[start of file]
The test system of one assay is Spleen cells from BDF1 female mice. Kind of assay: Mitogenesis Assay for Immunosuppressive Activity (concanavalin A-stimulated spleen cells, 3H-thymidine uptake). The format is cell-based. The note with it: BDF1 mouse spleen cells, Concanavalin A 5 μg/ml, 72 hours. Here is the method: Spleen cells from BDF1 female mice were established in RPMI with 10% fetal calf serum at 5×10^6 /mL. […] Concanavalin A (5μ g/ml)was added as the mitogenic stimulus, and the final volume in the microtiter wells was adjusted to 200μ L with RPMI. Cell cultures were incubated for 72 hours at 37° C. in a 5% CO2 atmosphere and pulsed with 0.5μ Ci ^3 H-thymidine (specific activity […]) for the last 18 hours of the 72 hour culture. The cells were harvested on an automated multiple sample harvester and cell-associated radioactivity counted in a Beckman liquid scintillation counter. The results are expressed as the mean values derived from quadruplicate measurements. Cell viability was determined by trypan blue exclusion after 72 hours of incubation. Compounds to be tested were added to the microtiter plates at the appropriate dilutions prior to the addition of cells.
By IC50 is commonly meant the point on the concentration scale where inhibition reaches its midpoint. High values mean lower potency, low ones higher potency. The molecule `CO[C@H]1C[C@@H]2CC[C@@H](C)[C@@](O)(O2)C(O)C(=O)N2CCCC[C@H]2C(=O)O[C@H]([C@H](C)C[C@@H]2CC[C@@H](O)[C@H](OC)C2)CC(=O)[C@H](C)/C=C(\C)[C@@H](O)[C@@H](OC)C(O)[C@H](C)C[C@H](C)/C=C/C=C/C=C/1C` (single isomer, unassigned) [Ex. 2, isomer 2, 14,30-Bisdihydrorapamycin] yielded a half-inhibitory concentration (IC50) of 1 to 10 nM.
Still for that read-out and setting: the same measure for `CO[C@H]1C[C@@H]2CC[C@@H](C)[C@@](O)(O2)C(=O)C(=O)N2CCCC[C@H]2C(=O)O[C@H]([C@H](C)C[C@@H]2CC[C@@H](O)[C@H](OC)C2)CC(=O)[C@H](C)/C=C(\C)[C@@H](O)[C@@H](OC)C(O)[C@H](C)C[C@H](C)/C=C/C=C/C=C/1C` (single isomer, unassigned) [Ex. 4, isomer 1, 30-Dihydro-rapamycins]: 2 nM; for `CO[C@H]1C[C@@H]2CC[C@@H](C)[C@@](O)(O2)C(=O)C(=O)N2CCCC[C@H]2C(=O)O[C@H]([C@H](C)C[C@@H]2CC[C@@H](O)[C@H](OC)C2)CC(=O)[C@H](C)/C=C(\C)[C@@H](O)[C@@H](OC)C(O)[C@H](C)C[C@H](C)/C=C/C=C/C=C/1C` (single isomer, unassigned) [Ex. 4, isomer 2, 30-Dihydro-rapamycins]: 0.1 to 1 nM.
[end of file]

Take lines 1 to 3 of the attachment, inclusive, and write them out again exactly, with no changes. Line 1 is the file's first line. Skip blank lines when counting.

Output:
The test system of one assay is Spleen cells from BDF1 female mice. Kind of assay: Mitogenesis Assay for Immunosuppressive Activity (concanavalin A-stimulated spleen cells, 3H-thymidine uptake). The format is cell-based. The note with it: BDF1 mouse spleen cells, Concanavalin A 5 μg/ml, 72 hours. Here is the method: Spleen cells from BDF1 female mice were established in RPMI with 10% fetal calf serum at 5×10^6 /mL. […] Concanavalin A (5μ g/ml)was added as the mitogenic stimulus, and the final volume in the microtiter wells was adjusted to 200μ L with RPMI. Cell cultures were incubated for 72 hours at 37° C. in a 5% CO2 atmosphere and pulsed with 0.5μ Ci ^3 H-thymidine (specific activity […]) for the last 18 hours of the 72 hour culture. The cells were harvested on an automated multiple sample harvester and cell-associated radioactivity counted in a Beckman liquid scintillation counter. The results are expressed as the mean values derived from quadruplicate measurements. Cell viability was determined by trypan blue exclusion after 72 hours of incubation. Compounds to be tested were added to the microtiter plates at the appropriate dilutions prior to the addition of cells.
By IC50 is commonly meant the point on the concentration scale where inhibition reaches its midpoint. High values mean lower potency, low ones higher potency. The molecule `CO[C@H]1C[C@@H]2CC[C@@H](C)[C@@](O)(O2)C(O)C(=O)N2CCCC[C@H]2C(=O)O[C@H]([C@H](C)C[C@@H]2CC[C@@H](O)[C@H](OC)C2)CC(=O)[C@H](C)/C=C(\C)[C@@H](O)[C@@H](OC)C(O)[C@H](C)C[C@H](C)/C=C/C=C/C=C/1C` (single isomer, unassigned) [Ex. 2, isomer 2, 14,30-Bisdihydrorapamycin] yielded a half-inhibitory concentration (IC50) of 1 to 10 nM.
Still for that read-out and setting: the same measure for `CO[C@H]1C[C@@H]2CC[C@@H](C)[C@@](O)(O2)C(=O)C(=O)N2CCCC[C@H]2C(=O)O[C@H]([C@H](C)C[C@@H]2CC[C@@H](O)[C@H](OC)C2)CC(=O)[C@H](C)/C=C(\C)[C@@H](O)[C@@H](OC)C(O)[C@H](C)C[C@H](C)/C=C/C=C/C=C/1C` (single isomer, unassigned) [Ex. 4, isomer 1, 30-Dihydro-rapamycins]: 2 nM; for `CO[C@H]1C[C@@H]2CC[C@@H](C)[C@@](O)(O2)C(=O)C(=O)N2CCCC[C@H]2C(=O)O[C@H]([C@H](C)C[C@@H]2CC[C@@H](O)[C@H](OC)C2)CC(=O)[C@H](C)/C=C(\C)[C@@H](O)[C@@H](OC)C(O)[C@H](C)C[C@H](C)/C=C/C=C/C=C/1C` (single isomer, unassigned) [Ex. 4, isomer 2, 30-Dihydro-rapamycins]: 0.1 to 1 nM.